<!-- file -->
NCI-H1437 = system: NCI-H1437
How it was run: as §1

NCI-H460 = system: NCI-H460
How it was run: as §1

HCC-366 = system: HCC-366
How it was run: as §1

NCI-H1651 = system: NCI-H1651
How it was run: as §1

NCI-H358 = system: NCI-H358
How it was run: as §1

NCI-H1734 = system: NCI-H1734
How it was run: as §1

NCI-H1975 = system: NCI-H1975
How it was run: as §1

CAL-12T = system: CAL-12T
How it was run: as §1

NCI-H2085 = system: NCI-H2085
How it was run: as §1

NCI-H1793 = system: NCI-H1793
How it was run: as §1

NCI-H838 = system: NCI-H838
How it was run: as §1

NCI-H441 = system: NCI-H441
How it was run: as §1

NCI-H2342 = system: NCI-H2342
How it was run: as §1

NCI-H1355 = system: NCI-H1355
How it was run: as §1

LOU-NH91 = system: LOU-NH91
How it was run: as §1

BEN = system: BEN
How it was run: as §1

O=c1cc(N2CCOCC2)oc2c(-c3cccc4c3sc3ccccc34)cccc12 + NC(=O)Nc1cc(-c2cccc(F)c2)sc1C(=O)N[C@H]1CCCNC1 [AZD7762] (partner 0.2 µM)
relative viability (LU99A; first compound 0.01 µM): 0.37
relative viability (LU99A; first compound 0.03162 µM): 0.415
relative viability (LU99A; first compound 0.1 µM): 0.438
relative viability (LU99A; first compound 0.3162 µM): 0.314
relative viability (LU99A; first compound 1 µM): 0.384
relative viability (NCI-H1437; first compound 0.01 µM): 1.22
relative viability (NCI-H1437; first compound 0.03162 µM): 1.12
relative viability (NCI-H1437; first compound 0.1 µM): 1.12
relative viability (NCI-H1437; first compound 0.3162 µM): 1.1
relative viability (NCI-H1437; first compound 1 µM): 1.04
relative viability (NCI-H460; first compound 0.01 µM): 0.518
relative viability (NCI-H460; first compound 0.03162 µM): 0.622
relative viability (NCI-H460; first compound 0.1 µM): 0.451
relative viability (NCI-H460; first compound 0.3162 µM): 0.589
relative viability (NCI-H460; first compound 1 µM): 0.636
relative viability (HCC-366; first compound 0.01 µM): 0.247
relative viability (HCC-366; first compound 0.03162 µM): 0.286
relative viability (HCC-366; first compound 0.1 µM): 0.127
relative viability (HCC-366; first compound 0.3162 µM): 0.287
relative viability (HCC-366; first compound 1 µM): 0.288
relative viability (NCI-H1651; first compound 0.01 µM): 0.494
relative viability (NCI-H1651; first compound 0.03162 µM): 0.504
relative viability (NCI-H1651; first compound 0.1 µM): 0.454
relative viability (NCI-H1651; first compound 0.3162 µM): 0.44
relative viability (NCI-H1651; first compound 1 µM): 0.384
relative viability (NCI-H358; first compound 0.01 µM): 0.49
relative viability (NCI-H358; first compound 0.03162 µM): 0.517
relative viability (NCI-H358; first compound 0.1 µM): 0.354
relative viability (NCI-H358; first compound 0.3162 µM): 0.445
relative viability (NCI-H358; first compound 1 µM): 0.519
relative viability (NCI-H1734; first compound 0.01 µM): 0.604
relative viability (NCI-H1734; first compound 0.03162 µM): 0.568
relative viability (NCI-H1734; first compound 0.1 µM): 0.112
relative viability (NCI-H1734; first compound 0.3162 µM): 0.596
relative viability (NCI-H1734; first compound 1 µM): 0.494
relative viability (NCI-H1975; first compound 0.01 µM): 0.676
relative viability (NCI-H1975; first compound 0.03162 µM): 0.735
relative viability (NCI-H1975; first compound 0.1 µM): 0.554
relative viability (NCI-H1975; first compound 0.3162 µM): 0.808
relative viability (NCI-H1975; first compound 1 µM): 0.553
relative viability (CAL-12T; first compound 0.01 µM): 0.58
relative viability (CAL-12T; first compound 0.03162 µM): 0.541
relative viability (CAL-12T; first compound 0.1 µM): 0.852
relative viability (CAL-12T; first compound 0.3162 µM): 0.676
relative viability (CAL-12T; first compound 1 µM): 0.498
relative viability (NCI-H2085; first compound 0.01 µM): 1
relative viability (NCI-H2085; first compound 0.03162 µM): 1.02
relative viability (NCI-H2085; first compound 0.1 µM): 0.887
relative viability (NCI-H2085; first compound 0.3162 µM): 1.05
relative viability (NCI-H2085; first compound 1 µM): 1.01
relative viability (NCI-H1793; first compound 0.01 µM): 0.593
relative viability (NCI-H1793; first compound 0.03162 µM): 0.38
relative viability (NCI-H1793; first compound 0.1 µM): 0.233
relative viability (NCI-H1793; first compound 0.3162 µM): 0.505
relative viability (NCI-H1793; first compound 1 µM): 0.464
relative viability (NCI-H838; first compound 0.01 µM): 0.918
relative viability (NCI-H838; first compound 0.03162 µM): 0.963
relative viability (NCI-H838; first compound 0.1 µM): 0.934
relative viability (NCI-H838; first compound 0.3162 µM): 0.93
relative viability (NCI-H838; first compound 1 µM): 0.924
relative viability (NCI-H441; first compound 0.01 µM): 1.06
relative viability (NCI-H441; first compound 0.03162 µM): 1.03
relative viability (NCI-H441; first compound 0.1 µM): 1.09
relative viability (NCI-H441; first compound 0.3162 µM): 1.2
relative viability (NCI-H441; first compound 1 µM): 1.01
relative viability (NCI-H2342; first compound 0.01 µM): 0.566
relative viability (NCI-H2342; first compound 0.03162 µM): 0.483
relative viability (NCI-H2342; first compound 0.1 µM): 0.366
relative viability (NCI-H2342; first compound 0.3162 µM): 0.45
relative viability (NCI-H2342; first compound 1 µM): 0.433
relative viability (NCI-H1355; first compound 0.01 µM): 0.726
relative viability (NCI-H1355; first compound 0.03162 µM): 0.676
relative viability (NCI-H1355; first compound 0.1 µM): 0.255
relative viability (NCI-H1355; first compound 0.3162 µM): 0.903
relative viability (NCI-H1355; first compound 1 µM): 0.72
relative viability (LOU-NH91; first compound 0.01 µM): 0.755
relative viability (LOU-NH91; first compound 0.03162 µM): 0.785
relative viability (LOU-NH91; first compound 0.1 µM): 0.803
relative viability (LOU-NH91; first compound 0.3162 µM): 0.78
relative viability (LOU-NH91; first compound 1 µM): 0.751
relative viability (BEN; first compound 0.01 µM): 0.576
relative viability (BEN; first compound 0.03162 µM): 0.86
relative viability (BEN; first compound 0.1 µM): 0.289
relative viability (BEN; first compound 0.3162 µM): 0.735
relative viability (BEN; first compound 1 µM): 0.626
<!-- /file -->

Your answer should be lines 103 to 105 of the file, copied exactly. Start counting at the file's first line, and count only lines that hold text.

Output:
relative viability (NCI-H2342; first compound 1 µM): 0.433
relative viability (NCI-H1355; first compound 0.01 µM): 0.726
relative viability (NCI-H1355; first compound 0.03162 µM): 0.676